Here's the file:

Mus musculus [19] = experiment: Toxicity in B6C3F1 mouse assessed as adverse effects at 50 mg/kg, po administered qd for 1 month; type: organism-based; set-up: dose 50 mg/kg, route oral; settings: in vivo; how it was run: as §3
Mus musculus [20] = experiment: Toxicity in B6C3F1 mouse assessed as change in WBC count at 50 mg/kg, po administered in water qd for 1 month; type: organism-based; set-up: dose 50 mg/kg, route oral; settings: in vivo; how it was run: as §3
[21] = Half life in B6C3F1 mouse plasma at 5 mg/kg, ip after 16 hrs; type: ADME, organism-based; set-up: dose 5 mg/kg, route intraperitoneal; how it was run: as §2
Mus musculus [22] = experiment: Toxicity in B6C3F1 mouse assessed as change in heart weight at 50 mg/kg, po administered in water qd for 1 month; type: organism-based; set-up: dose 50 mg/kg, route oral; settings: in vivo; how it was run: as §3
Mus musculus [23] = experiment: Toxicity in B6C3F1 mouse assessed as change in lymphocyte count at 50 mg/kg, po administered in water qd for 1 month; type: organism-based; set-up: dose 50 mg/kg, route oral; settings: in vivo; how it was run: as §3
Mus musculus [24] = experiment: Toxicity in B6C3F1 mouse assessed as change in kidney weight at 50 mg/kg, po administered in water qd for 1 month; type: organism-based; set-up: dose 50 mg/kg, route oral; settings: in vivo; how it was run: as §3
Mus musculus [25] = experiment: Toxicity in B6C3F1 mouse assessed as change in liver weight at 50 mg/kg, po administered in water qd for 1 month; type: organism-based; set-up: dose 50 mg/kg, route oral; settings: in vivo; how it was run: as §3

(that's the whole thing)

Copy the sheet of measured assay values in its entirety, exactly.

Mus musculus [19] = experiment: Toxicity in B6C3F1 mouse assessed as adverse effects at 50 mg/kg, po administered qd for 1 month; type: organism-based; set-up: dose 50 mg/kg, route oral; settings: in vivo; how it was run: as §3
Mus musculus [20] = experiment: Toxicity in B6C3F1 mouse assessed as change in WBC count at 50 mg/kg, po administered in water qd for 1 month; type: organism-based; set-up: dose 50 mg/kg, route oral; settings: in vivo; how it was run: as §3
[21] = Half life in B6C3F1 mouse plasma at 5 mg/kg, ip after 16 hrs; type: ADME, organism-based; set-up: dose 5 mg/kg, route intraperitoneal; how it was run: as §2
Mus musculus [22] = experiment: Toxicity in B6C3F1 mouse assessed as change in heart weight at 50 mg/kg, po administered in water qd for 1 month; type: organism-based; set-up: dose 50 mg/kg, route oral; settings: in vivo; how it was run: as §3
Mus musculus [23] = experiment: Toxicity in B6C3F1 mouse assessed as change in lymphocyte count at 50 mg/kg, po administered in water qd for 1 month; type: organism-based; set-up: dose 50 mg/kg, route oral; settings: in vivo; how it was run: as §3
Mus musculus [24] = experiment: Toxicity in B6C3F1 mouse assessed as change in kidney weight at 50 mg/kg, po administered in water qd for 1 month; type: organism-based; set-up: dose 50 mg/kg, route oral; settings: in vivo; how it was run: as §3
Mus musculus [25] = experiment: Toxicity in B6C3F1 mouse assessed as change in liver weight at 50 mg/kg, po administered in water qd for 1 month; type: organism-based; set-up: dose 50 mg/kg, route oral; settings: in vivo; how it was run: as §3